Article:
Although I have watched Iron Man 3 a couple times now, I’m still in awe of the scene where Iron Man rescues a bunch of passengers blown out of an airplane following an explosion. And what’s better, he does it all in midair!
I can’t help but watch the entire scene over and over again. However, as incredibly real as that sequence appears to be on the big screen, there are some aspects of it that aren’t necessarily portrayed as they would happen in real life. So, it’s important to know what’s real (and can happen in real life) and what’s not.
The airplane rescue scene of Iron Man 3
People who have watched the movie know all about the scene already, but here’s a short description for people who haven’t: a bad guy blows a hole in Air Force One, which is carrying 13 passengers, along with Iron Man, a.k.a. Tony Stark (although later in the sequence, we learn that he’s not actually there… at least physically). Everyone is blown out and is falling freely towards the ground. Iron Man, who is well-known for conjuring out-of-the-box ideas, performs an “only-he-could-do-it” maneuver wherein he essentially chains every plummeting passenger to another by electrifying their arms and then drops them off gently into a water body off the coast of Miami.
Deconstructing the scenario
Since it’s Air Force One – the official aircraft of the US President – where the catastrophe takes place, it’s safe to assume that Iron Man and the passengers are cruising at an altitude of 30,000 to 45,000 feet (which is the standard altitude at which most commercial airplanes cruise) before the explosion tears apart an entire section of the plane. Quite predictably, massive pressure difference develops between the inside and outside of the plane, and its passengers are thrown out into the sky almost immediately after the explosion.
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Lack of oxygen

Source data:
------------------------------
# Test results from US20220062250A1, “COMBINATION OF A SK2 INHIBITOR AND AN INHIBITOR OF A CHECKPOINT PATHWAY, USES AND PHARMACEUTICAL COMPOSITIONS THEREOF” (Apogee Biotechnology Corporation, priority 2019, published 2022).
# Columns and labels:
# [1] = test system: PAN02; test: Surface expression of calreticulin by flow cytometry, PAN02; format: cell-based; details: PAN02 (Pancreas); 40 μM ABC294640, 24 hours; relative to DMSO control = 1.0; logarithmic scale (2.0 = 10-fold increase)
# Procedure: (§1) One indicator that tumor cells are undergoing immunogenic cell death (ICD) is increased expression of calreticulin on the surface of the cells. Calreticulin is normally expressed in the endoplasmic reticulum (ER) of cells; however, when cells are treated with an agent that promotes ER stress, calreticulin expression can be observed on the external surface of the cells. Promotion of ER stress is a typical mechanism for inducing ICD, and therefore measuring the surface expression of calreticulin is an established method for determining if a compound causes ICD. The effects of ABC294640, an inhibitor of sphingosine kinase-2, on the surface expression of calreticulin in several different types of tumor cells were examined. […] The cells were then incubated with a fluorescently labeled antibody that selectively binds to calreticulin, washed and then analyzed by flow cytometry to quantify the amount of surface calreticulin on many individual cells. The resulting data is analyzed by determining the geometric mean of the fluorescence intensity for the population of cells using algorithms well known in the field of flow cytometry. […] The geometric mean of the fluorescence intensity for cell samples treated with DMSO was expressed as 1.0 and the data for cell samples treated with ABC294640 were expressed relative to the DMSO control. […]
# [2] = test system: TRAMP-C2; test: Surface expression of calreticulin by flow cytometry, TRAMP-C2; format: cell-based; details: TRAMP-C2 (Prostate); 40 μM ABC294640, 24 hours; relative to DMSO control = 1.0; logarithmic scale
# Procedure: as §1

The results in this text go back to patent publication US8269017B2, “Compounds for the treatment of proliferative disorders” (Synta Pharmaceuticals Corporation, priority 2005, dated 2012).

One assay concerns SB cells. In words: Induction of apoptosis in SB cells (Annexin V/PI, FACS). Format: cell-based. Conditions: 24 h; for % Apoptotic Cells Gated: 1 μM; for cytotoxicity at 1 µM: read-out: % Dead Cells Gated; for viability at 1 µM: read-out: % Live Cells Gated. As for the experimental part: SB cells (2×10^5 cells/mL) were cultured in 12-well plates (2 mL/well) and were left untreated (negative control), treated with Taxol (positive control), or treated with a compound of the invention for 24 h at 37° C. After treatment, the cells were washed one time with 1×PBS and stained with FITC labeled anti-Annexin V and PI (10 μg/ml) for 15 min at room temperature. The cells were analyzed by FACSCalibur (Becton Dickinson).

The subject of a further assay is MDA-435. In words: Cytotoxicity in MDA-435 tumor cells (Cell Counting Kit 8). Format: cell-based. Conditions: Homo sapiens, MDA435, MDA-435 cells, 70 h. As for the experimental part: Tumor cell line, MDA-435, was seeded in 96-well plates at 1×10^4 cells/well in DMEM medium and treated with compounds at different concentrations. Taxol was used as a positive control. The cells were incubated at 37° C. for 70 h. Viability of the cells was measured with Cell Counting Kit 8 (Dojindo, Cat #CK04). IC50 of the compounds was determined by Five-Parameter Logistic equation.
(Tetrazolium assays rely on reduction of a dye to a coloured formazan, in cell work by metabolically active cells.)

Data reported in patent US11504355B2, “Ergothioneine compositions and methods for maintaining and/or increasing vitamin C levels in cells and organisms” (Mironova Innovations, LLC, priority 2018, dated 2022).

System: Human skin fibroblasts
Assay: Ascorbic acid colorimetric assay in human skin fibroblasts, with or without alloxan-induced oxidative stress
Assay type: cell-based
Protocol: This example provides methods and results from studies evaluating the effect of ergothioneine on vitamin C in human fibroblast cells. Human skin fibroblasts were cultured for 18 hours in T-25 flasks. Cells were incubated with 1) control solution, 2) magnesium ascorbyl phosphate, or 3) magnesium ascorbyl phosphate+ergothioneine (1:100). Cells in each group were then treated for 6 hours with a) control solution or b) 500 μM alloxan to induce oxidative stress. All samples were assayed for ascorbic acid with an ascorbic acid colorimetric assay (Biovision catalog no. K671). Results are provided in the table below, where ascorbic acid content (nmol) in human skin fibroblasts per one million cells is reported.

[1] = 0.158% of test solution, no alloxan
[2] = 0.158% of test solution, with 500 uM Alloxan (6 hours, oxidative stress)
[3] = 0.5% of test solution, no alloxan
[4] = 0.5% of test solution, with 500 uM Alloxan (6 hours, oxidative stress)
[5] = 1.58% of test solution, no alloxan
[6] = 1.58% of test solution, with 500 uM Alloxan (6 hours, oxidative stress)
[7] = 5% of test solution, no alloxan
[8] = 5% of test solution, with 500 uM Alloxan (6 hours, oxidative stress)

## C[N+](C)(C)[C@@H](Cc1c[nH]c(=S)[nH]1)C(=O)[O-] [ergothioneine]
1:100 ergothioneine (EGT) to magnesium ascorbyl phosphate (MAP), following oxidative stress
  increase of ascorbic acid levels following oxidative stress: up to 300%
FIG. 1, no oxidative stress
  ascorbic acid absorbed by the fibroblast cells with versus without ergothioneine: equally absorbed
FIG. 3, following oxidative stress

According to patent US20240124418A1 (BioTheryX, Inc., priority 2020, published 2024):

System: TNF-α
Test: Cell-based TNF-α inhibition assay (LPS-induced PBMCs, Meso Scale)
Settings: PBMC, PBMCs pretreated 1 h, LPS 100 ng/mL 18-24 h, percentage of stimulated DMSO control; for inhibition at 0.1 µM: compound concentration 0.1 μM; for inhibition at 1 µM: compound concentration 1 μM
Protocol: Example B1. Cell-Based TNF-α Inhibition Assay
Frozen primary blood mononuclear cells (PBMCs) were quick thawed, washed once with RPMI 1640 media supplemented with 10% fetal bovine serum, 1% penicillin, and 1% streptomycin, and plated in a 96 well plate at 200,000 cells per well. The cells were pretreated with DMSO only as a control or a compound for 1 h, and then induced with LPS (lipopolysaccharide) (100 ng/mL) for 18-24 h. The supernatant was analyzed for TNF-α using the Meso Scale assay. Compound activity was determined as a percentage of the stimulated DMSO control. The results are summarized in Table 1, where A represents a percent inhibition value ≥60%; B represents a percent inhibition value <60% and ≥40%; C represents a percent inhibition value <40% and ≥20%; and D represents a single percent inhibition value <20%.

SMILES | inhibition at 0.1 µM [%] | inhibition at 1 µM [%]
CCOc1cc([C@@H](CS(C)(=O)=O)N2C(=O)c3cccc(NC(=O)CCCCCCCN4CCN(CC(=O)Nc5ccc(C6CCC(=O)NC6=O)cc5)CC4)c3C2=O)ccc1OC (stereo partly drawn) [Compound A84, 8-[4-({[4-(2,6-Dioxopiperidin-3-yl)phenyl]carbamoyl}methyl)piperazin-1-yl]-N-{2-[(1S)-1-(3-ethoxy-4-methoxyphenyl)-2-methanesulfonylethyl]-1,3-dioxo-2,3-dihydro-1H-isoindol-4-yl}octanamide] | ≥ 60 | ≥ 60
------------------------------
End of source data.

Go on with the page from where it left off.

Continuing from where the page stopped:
Given the high altitude they’re flying at, the 13 falling victims would pass out almost immediately after being blown out of the airplane for want of breathable oxygen. You didn’t think that the oxygen masks provided in commercial airplanes (which are designed to automatically drop in front of you in the event of decompression) are there for no reason, did you?
Another major problem of ejecting at high altitudes is cold…. extreme cold. Passengers blown out of the airplane would immediately feel the chill of around -55 Degree Celsius (-70 Degree Fahrenheit), and throughout their fall, they would feel the chill of the wind passing by them at incredibly high speeds. This could potentially cause freezing of the eyes, skin and other living tissue. In the scene, however, the passengers seem perfectly fine in that regard. Perhaps we are meant to assume that all of them are wearing thermal clothing underneath those formal outfits.
Different rates of falling
After being blown out of the airplane, different passengers are shown falling at different speeds (so Iron Man has to accelerate and decelerate accordingly to catch every passenger). This is absolutely correct, as the speed with which a person falls through air depends on their mass and orientation.
Debris of the downed airplane